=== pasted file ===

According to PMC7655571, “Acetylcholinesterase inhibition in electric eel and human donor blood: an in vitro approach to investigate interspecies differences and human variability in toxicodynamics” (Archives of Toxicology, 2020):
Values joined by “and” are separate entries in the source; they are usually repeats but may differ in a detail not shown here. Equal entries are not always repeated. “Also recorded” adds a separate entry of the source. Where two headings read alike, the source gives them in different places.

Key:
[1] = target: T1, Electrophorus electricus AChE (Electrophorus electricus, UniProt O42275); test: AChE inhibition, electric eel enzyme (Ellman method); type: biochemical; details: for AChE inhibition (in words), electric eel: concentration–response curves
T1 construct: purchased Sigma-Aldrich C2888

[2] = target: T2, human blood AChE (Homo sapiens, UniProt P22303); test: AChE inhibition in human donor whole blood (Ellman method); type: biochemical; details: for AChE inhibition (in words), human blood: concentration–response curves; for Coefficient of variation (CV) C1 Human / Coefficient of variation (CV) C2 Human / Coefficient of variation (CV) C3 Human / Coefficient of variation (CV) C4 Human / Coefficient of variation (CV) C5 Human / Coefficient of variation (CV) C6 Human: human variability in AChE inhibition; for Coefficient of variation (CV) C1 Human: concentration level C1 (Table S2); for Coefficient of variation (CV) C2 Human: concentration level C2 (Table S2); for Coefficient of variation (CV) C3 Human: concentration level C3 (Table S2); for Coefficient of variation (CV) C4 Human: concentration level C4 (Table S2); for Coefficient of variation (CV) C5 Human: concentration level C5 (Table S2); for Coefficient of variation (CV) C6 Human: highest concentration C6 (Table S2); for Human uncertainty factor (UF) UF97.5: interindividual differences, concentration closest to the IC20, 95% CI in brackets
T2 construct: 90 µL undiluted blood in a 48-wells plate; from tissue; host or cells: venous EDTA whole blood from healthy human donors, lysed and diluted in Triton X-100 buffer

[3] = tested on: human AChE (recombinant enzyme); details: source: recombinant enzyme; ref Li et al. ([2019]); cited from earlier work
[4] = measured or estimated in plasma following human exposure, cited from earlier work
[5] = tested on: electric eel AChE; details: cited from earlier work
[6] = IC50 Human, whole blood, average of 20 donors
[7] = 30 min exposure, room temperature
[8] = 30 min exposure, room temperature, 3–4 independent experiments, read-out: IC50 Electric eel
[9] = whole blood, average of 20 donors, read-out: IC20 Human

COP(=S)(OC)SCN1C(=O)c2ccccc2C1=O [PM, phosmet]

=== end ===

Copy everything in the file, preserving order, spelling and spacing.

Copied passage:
According to PMC7655571, “Acetylcholinesterase inhibition in electric eel and human donor blood: an in vitro approach to investigate interspecies differences and human variability in toxicodynamics” (Archives of Toxicology, 2020):
Values joined by “and” are separate entries in the source; they are usually repeats but may differ in a detail not shown here. Equal entries are not always repeated. “Also recorded” adds a separate entry of the source. Where two headings read alike, the source gives them in different places.

Key:
[1] = target: T1, Electrophorus electricus AChE (Electrophorus electricus, UniProt O42275); test: AChE inhibition, electric eel enzyme (Ellman method); type: biochemical; details: for AChE inhibition (in words), electric eel: concentration–response curves
T1 construct: purchased Sigma-Aldrich C2888

[2] = target: T2, human blood AChE (Homo sapiens, UniProt P22303); test: AChE inhibition in human donor whole blood (Ellman method); type: biochemical; details: for AChE inhibition (in words), human blood: concentration–response curves; for Coefficient of variation (CV) C1 Human / Coefficient of variation (CV) C2 Human / Coefficient of variation (CV) C3 Human / Coefficient of variation (CV) C4 Human / Coefficient of variation (CV) C5 Human / Coefficient of variation (CV) C6 Human: human variability in AChE inhibition; for Coefficient of variation (CV) C1 Human: concentration level C1 (Table S2); for Coefficient of variation (CV) C2 Human: concentration level C2 (Table S2); for Coefficient of variation (CV) C3 Human: concentration level C3 (Table S2); for Coefficient of variation (CV) C4 Human: concentration level C4 (Table S2); for Coefficient of variation (CV) C5 Human: concentration level C5 (Table S2); for Coefficient of variation (CV) C6 Human: highest concentration C6 (Table S2); for Human uncertainty factor (UF) UF97.5: interindividual differences, concentration closest to the IC20, 95% CI in brackets
T2 construct: 90 µL undiluted blood in a 48-wells plate; from tissue; host or cells: venous EDTA whole blood from healthy human donors, lysed and diluted in Triton X-100 buffer

[3] = tested on: human AChE (recombinant enzyme); details: source: recombinant enzyme; ref Li et al. ([2019]); cited from earlier work
[4] = measured or estimated in plasma following human exposure, cited from earlier work
[5] = tested on: electric eel AChE; details: cited from earlier work
[6] = IC50 Human, whole blood, average of 20 donors
[7] = 30 min exposure, room temperature
[8] = 30 min exposure, room temperature, 3–4 independent experiments, read-out: IC50 Electric eel
[9] = whole blood, average of 20 donors, read-out: IC20 Human

COP(=S)(OC)SCN1C(=O)c2ccccc2C1=O [PM, phosmet]